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Int. J. Cancer: 88, 37–43 (2000)

© 2000 Wiley-Liss, Inc.

PROLIFERATION, APOPTOSIS, AND MANGANESE SUPEROXIDE DISMUTASE

IN MALIGNANT MESOTHELIOMA

Katriina KAHLOS 1 *, Ylermi SOINI 2 , Paavo PÄÄKKÖ 2 , Marjaana SÄILY 1 , Kaija LINNAINMAA 3 and Vuokko L. KINNULA 1

1

Department of Internal Medicine, University of Oulu, Oulu, Finland

2

Department of Pathology, University of Oulu, Oulu University Hospital, Oulu, Finland

3

Finnish Institute of Occupational Health, Helsinki, Finland

Proliferation and apoptotic indices of tumour cells may

have important prognostic significance. Manganese superoxide

dismutase (MnSOD), an important anti-oxidant enzyme,

has been shown to decrease proliferation of malignant cells

transfected with the MnSOD gene. The aim of the present

study was to investigate the indices of cell proliferation and

apoptosis and their prognostic significance in human mesothelioma

and to assess the effect of MnSOD on the proliferation

and apoptosis of the mesothelioma cells expressing

high constitutive MnSOD activity. Tissue sections from 35

subjects with malignant pleural mesothelioma were studied

for cell proliferation by Ki-67 immunohistochemistry and for

apoptosis by the TUNEL assay. In additional experiments, 2

mesothelioma cell lines expressing either low (M14K) or high

(M38K) MnSOD levels were assessed for proliferative and

apoptotic responses to epirubicin. The median proliferation

and apoptotic indices of the mesothelioma tissue were 8.2%

and 0.75%, respectively. Patients with a high proliferation

(>8%) or apoptotic index (>0.75%) showed a worse prognosis

(p < 0.001). MnSOD expression was inversely correlated

with cell proliferation (p � 0.02). Our cell line experiments

indicated that cells expressing high MnSOD levels were more

resistant to apoptosis and showed lower proliferation when

exposed to epirubicin in vitro. These findings show that high

proliferation and apoptosis are associated with a poor prognosis

of mesothelioma and that a high MnSOD level is associated

with low proliferation of tumour cells. Furthermore,

experiments with cultured mesothelioma cells suggest the

importance of MnSOD in the proliferation and apoptosis

caused by drug exposure. Int. J. Cancer 88:37–43, 2000.

© 2000 Wiley-Liss, Inc.

Malignant mesothelioma represents a resistant tumour (Ong and

Vogelzang, 1996) which arises from the mesothelial cells of pleural or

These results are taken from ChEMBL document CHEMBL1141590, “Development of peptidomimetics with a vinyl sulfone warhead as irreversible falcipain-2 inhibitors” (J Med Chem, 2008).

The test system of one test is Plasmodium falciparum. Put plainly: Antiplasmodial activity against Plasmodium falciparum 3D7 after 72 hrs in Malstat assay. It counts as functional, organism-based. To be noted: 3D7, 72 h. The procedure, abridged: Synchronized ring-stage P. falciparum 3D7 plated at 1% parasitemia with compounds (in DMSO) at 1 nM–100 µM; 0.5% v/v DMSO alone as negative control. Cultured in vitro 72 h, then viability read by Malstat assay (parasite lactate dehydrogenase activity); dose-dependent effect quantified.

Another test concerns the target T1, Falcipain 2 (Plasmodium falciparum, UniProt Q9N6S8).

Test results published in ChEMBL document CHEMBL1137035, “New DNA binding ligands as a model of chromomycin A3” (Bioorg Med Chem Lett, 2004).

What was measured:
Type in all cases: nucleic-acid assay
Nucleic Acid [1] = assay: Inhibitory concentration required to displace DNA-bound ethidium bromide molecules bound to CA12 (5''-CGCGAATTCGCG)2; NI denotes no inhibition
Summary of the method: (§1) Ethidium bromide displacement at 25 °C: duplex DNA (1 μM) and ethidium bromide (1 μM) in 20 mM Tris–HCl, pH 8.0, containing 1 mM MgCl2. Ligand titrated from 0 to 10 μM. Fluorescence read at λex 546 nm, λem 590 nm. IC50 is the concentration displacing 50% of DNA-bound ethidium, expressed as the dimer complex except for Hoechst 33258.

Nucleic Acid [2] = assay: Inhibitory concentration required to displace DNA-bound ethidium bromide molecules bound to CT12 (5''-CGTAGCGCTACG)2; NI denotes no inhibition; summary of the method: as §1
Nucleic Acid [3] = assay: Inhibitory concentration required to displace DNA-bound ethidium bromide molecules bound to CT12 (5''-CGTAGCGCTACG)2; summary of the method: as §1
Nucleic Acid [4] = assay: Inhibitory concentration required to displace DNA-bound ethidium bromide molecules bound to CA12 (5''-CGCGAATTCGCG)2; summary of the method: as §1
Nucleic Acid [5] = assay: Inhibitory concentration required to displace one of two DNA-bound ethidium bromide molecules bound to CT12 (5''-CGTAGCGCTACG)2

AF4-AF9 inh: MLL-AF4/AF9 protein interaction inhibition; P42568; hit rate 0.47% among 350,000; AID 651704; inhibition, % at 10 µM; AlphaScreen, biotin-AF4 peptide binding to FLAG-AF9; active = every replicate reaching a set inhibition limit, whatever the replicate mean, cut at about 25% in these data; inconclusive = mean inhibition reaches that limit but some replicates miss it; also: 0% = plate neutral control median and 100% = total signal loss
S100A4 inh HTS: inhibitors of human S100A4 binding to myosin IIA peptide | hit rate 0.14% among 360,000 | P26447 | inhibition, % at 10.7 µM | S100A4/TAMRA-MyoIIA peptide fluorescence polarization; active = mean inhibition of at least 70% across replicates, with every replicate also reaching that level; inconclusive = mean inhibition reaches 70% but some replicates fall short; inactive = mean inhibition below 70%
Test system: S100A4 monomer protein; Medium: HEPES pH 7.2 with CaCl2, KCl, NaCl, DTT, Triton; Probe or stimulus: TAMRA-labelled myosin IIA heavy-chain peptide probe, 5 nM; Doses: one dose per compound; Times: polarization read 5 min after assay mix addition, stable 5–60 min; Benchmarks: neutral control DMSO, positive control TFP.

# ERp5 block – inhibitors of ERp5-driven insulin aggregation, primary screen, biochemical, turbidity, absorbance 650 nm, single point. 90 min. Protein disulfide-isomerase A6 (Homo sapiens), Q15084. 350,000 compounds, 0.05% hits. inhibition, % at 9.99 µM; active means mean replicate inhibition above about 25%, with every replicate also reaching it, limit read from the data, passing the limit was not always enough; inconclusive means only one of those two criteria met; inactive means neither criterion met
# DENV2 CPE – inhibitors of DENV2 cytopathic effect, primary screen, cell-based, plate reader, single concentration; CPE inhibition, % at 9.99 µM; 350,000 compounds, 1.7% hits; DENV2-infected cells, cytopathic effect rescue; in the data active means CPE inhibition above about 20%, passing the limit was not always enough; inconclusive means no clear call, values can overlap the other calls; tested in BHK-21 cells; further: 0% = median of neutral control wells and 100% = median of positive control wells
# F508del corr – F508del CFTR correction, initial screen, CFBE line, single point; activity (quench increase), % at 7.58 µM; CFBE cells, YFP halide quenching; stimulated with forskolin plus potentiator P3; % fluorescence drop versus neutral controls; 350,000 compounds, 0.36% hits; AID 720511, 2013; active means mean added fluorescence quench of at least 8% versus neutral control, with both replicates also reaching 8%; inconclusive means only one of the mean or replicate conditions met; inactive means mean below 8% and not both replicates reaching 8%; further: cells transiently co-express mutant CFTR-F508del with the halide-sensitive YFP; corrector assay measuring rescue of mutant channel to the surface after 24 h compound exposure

peritoneal cavities. The pathogenesis of this disease is associated with

exposure to asbestos fibres in most cases (Kane, 1996). Exposure to

asbestos fibres leads to generation of reactive oxygen metabolites in

the cells (Kamp et al., 1992) and to induction of several earlyresponse

genes such as c-fos and c-jun, which are closely associated

with cell proliferation (Janssen et al., 1994). Asbestos fibres induce

both proliferation and apoptosis of mesothelial cells (Kane, 1996;

Broaddus et al., 1996; Bérubé et al., 1996), which can be attenuated

by anti-oxidants (Kane, 1996; Janssen et al., 1994).

We have previously shown that the level of MnSOD, an essential

mitochondrial superoxide-scavenging anti-oxidant enzyme, is high in

mesothelioma tissue and in cultured mesothelioma cell lines when

compared to healthy pleura or non-malignant mesothelial cells (Kinnula

et al., 1996; Kahlos et al., 1998, 2000). Manganese superoxide

dismutase (MnSOD) is induced by multiple cytokines, most importantly

by TNF-�, and by asbestos fibres both in vivo and in vitro

(Kinnula et al., 1995). The role of MnSOD in malignant tumours is

poorly understood, and conflicting results have been reported. Its

expression is high, not only in mesothelioma but also in brain tumours

and colorectal cancer (Cobbs et al., 1996; Janssen et al., 1998),

whereas it is low in most other tumours investigated (Oberley and

Oberley, 1997). Several studies have also shown that transfection of

the MnSOD gene into tumour cells with low MnSOD expression

suppresses tumour cell growth both in vitro and in vivo, with a

consequent reduction in tumour cell growth and frequency of metastases

(Li et al., 1995; Safford et al., 1994). Therefore, it has been

postulated that MnSOD is a tumour suppressor and that transfection